I found today's newsletter to be particularly relevant. It's been a topic of conversation recently around here with pals. For me, getting up early in the morning (usually 5:00 to 6:00 a.m.) is made infinitely more desirable than extended bed-lolling by good Italian cappuccino (Lavazza Crema e Gusto) made Italian home style in a cafetiere with filtered water, plus about a 4-inch chunk of Ace Bakery baguette sliced into three pieces horizontally, toasted golden and slathered in butter and homemade-by-me-with-almost-no-sugar jam. Sundays are devoted to breakfast with friends (or by myself with an interesting book) at the Chuckwagon, preferably after an early morning look-see at that day's estate sale and/or at the very least followed by going to the Antique Mall around 10:00 or so and cleaning up and rearranging the booth and showcase. 

Having written the above extolling getting up early, I have been known to go back to bed around 9:00 for a 20-minute nap. And naps around 3:00 or 4:00 are not unheard of, even when I'm working. It's that pesky brain fog that rolls in regardless of my state of mind or any inclination otherwise. Everything shuts down. Twenty minutes eyes closed and horizontal, I'm good to go.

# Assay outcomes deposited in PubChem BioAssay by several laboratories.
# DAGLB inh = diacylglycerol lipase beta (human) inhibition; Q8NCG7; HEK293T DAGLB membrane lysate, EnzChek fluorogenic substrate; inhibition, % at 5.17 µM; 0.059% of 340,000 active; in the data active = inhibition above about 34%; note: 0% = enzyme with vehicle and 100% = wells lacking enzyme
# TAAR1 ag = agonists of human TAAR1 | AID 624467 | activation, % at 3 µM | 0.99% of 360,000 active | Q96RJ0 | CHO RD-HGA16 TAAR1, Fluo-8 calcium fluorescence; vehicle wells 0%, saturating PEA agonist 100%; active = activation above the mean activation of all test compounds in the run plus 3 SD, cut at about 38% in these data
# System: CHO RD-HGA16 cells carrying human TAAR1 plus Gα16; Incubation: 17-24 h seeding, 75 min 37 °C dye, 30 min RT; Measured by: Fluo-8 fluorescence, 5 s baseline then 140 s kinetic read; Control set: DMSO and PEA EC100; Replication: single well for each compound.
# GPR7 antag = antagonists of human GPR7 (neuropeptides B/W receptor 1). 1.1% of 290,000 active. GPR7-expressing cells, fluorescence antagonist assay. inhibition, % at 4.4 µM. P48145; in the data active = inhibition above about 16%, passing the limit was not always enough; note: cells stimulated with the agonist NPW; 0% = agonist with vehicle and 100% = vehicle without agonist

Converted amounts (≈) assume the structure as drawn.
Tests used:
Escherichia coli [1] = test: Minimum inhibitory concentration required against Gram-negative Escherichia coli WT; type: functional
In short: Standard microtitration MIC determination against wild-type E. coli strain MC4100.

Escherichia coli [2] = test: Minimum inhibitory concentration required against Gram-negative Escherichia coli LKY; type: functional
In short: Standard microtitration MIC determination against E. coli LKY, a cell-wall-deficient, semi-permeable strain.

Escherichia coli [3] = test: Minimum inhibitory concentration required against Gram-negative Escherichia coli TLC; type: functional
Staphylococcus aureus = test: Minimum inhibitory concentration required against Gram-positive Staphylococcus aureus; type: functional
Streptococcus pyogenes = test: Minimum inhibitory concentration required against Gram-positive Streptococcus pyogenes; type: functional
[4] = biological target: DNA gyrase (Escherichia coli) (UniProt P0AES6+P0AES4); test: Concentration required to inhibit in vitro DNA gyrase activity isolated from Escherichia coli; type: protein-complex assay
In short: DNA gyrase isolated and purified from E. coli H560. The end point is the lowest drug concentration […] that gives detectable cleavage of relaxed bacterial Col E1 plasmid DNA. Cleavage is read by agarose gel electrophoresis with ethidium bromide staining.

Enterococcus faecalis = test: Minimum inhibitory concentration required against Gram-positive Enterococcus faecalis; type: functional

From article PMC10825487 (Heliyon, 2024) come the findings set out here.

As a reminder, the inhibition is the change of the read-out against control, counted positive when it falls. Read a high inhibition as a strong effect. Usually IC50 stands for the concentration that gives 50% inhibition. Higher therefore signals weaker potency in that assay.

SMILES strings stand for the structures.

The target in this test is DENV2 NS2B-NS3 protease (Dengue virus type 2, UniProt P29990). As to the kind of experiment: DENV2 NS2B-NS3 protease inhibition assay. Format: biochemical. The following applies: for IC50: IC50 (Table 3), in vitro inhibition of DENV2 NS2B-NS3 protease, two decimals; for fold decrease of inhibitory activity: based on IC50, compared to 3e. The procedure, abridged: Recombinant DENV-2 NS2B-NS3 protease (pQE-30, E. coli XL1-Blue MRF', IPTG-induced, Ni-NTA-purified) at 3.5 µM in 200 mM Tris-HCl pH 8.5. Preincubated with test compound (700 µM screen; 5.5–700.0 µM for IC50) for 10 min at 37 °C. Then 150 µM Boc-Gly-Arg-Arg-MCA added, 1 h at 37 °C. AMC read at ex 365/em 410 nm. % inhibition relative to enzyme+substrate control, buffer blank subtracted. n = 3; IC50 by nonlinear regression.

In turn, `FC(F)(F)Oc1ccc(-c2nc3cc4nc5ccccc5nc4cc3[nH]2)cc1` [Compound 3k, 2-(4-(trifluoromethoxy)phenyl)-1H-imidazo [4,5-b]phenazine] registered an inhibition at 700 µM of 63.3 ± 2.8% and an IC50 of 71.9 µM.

Actually settling down and doing artwork/making jewellery? Well... after a lifetime of devoted creative procrastination and bed-lolling 'til noon or until I'm guaranteed to be late yet again somewhere usually involving a job I loathe, I'm still working on that, but I'm getting better. The trick there has been to find work of as equally sustainable interest and intrigue as getting up for the above-mentioned coffee, toast and jam/diner breakfast.

My latest trip to Toronto and checking out stores (Lavish & Squalor, Queen between McCaul and University, ab-fabulous) has added another theme to my fairly scattered buying (lack of) focus. Expect more targeted Gothish/Edwardian/steampunkish finds/looks. These latest goodies will be arriving in Booth 800/801/847 at the One of a Kind around 1:00 p.m. this afternoon: